Likelihood of receiving Army ROTC 4-years.


May 22, 2017
Hey guys, i'm going to be applying for an Army ROTC scholarship in a bit(i'm a junior), and I was wondering how my stats look.

1. 3.6 GPA
2. 23 on ACT(I'm retaking it)
3. Taken AP U.S History, AP English Language, and planning on taking AP Calculus, AP Environmental Science, AP Government, and AP English literature next year
4.Worked a retail job
5.Leader of a hiking club at my high school
6. Been in many clubs including: Comic book club, Ecology club, and Coding club
7. Have an internship at the VA

My goal isn't to leave the Army after 4 years and just pursue another job. I want to be an Aviation Officer, and serve for as long as possible. Having the Army pay for college would be a plus, but I would still enroll in ROTC even if I did not receive the scholarship-as it is something i'm very passionate about. Thanks!
The Army is trending toward more 3 year scholarships but that doesn't mean you can't win a four year.
I agree that the 23 could be better. Try the SAT as well. Many students fare better on one exam vs the other.

Even if you don't get the four year or three year in high school, you also have a reasonable chance at winning a campus based scholarship as a walk-on Army Cadet. This is what my son did and ended up getting a 3.5 year scholarship from the battalion.
I'm a senior who received a four year scholarship during the second selection board that was held this past January. Most people told me for sure that because of the cost of my school of choice (Campbell University), it was extremely unlikely I would get a four year if I got a scholarship at all. I beat the odds, and so can you! Here's some advice I have to give you before you start your application in June:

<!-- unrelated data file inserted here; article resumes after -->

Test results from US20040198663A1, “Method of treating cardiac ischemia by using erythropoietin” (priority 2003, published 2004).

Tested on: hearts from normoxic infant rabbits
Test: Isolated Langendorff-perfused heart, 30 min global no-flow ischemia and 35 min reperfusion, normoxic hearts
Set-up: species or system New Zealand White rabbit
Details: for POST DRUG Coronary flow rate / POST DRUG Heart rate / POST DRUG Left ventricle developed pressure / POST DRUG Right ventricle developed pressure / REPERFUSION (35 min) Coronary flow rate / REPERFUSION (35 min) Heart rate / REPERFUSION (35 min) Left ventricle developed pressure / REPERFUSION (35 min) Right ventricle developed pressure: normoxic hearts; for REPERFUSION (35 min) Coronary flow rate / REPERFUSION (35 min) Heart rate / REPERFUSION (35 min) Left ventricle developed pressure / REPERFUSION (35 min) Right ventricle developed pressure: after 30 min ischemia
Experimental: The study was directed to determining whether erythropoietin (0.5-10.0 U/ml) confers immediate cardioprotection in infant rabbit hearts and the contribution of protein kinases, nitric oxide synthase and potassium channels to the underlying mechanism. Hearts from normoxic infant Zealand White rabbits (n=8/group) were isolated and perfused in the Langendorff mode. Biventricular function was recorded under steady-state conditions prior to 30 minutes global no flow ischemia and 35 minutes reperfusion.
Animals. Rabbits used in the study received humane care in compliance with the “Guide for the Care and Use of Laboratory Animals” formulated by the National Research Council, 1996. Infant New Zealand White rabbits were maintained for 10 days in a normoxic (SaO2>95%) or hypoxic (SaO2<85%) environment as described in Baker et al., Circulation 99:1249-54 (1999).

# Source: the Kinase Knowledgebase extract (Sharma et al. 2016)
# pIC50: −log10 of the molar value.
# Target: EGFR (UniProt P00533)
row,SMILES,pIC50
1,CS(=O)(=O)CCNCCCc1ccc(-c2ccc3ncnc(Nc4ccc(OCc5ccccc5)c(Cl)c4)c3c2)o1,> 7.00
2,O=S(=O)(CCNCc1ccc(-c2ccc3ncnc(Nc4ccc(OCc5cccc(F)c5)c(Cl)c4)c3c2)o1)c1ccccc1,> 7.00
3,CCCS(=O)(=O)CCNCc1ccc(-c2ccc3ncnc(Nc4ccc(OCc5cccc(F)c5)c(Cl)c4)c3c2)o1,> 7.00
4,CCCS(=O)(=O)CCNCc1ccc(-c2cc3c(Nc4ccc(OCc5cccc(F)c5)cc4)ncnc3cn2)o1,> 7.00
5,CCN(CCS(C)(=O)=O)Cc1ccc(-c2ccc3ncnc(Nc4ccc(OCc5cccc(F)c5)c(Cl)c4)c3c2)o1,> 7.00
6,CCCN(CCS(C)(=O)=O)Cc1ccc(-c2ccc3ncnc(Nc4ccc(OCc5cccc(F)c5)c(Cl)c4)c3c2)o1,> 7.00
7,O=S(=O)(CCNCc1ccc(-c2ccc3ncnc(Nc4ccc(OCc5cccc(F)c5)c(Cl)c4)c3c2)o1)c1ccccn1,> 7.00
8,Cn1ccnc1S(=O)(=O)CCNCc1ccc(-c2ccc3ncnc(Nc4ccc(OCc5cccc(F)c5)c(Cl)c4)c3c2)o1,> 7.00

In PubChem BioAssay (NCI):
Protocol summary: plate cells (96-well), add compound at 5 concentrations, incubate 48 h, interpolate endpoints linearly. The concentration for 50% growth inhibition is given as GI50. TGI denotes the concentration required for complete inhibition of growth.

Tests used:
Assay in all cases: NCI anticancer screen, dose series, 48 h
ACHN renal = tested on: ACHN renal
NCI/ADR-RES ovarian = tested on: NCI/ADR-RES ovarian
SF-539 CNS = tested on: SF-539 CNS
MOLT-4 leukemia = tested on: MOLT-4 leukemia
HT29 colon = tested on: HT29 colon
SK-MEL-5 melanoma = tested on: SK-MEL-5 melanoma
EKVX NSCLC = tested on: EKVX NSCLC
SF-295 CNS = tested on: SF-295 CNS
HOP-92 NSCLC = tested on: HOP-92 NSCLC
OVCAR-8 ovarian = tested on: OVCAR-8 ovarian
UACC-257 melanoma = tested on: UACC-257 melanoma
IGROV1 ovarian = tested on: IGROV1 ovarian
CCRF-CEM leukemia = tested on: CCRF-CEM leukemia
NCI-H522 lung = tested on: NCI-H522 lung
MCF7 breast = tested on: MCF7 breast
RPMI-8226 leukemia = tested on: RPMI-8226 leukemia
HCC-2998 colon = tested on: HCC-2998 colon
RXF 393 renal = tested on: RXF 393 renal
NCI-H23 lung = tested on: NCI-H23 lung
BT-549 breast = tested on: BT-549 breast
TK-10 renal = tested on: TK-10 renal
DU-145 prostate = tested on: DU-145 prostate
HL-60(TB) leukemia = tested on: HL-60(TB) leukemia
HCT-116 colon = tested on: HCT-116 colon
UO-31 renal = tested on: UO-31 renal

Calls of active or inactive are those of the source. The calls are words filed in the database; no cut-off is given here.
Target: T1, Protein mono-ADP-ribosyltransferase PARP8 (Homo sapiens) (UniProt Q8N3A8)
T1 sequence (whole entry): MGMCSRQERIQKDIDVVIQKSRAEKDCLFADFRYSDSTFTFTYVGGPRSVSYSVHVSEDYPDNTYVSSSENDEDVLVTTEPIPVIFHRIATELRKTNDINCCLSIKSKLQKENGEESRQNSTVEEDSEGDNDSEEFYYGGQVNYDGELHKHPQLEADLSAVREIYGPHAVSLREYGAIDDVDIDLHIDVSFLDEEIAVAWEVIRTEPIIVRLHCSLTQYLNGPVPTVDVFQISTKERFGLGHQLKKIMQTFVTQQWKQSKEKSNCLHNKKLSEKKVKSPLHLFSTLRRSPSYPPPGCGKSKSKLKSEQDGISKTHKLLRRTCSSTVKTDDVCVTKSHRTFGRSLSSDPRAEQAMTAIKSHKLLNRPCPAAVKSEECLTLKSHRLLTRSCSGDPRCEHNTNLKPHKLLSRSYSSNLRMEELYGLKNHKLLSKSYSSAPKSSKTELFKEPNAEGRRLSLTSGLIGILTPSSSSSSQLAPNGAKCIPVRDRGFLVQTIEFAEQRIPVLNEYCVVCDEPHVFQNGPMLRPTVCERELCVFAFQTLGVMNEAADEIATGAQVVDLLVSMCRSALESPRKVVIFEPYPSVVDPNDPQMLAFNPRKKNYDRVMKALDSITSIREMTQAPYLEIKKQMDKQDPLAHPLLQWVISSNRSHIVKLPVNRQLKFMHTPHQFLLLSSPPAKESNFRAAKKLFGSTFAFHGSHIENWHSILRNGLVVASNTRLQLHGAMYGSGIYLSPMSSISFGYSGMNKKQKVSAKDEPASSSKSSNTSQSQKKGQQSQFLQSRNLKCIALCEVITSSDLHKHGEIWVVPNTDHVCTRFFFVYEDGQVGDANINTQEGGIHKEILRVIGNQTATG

1. In your additional comments section after your essay, use bullet points to add extra information. PMS's (Professors of Military Science) on the selection board read thousands of these applications in a week. They may not even read your additional comments they are over half of a page.

2. Upload your college acceptance letters as you receive them throughout the year! I applied to all of the schools on my list BEFORE MY SENIOR STARTED and had all of my acceptance letters uploaded before the second board. I honestly believe this increased my odds!

3. Put more emphasis on your academics than your athletics on your application. As my favorite JROTC instructor says," An ROTC program can fix weak. But they can't fix stupid!" I'm not a PT buff, as I won my scholarship with 32 push-ups, 42 sit-ups, and a 6:30 mile. The mile was pretty fast, but remember your completion you're competing against!

4. Most people do better on the SAT than the ACT. I submitted only may SAT score (1240/1600) on my application, because my ACT score of 22 was weak. Submit the test score that is stronger for you, but it doesn't necessarily increase your odds by submitting both.

5. Schedule your interview over the summer BEFORE YOUR SENIOR YEAR STARTS! This will put you ahead of the game, as the later you wait is the harder it is to schedule an interview. I suggest that if there is someone else at your school that is applying, interview at the same school. YOU DON'T HAVE TO INTERVIEW AT THE SCHOOL YOU WANT TO GO TO! A good friend and I both interviewed at Campbell University, however he was going for a scholarship at North Carolina State University (3-year winner).